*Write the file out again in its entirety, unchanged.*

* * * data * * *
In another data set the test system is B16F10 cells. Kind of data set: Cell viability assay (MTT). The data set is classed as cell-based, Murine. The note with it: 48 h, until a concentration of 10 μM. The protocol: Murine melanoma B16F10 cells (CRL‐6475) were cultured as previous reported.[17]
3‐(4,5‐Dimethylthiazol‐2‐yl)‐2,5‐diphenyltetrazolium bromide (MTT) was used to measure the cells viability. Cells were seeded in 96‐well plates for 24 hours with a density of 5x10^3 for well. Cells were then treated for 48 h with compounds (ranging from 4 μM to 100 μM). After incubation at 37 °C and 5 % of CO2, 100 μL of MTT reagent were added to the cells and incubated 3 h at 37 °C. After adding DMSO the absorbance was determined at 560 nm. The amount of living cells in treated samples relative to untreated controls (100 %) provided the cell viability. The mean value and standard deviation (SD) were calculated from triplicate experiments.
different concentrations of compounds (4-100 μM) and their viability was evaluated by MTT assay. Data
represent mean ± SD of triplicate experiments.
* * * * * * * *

In another data set the test system is B16F10 cells. Kind of data set: Cell viability assay (MTT). The data set is classed as cell-based, Murine. The note with it: 48 h, until a concentration of 10 μM. The protocol: Murine melanoma B16F10 cells (CRL‐6475) were cultured as previous reported.[17]
3‐(4,5‐Dimethylthiazol‐2‐yl)‐2,5‐diphenyltetrazolium bromide (MTT) was used to measure the cells viability. Cells were seeded in 96‐well plates for 24 hours with a density of 5x10^3 for well. Cells were then treated for 48 h with compounds (ranging from 4 μM to 100 μM). After incubation at 37 °C and 5 % of CO2, 100 μL of MTT reagent were added to the cells and incubated 3 h at 37 °C. After adding DMSO the absorbance was determined at 560 nm. The amount of living cells in treated samples relative to untreated controls (100 %) provided the cell viability. The mean value and standard deviation (SD) were calculated from triplicate experiments.
different concentrations of compounds (4-100 μM) and their viability was evaluated by MTT assay. Data
represent mean ± SD of triplicate experiments.